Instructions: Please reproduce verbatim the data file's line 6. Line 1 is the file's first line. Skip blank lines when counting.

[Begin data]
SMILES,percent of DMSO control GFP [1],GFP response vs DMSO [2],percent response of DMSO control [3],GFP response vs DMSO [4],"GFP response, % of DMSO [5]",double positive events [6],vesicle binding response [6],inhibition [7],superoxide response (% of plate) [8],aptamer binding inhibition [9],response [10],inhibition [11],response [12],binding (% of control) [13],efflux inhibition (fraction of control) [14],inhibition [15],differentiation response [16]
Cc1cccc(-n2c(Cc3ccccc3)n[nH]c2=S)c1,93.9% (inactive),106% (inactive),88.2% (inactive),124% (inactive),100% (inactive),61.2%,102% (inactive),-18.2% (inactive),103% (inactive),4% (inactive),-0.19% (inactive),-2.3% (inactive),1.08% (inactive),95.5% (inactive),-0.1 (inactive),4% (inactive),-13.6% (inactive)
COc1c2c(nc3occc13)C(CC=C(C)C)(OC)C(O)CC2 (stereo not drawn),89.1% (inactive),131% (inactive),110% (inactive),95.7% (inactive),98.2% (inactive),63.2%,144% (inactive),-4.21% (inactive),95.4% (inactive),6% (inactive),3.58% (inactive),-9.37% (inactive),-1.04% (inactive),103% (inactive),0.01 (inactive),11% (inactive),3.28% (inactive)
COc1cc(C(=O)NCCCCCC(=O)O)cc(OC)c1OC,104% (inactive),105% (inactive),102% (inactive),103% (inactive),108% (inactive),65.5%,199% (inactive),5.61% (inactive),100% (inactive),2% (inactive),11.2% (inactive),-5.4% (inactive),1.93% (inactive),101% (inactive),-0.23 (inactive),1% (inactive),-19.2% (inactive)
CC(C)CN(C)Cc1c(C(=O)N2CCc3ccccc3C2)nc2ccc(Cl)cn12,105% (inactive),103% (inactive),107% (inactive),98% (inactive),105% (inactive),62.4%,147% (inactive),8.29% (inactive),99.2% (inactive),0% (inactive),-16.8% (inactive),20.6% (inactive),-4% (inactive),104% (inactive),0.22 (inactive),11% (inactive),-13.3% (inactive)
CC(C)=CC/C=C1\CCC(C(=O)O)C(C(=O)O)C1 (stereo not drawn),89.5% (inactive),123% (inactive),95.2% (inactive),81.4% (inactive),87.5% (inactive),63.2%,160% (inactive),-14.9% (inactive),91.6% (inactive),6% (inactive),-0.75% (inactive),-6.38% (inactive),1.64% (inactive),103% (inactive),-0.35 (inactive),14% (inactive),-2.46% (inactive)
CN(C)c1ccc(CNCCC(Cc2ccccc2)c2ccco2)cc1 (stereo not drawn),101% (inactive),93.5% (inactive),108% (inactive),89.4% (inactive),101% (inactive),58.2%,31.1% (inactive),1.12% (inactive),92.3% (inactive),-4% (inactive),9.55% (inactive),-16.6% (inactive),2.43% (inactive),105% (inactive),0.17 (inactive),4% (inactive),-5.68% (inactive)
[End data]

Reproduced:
CC(C)=CC/C=C1\CCC(C(=O)O)C(C(=O)O)C1 (stereo not drawn),89.5% (inactive),123% (inactive),95.2% (inactive),81.4% (inactive),87.5% (inactive),63.2%,160% (inactive),-14.9% (inactive),91.6% (inactive),6% (inactive),-0.75% (inactive),-6.38% (inactive),1.64% (inactive),103% (inactive),-0.35 (inactive),14% (inactive),-2.46% (inactive)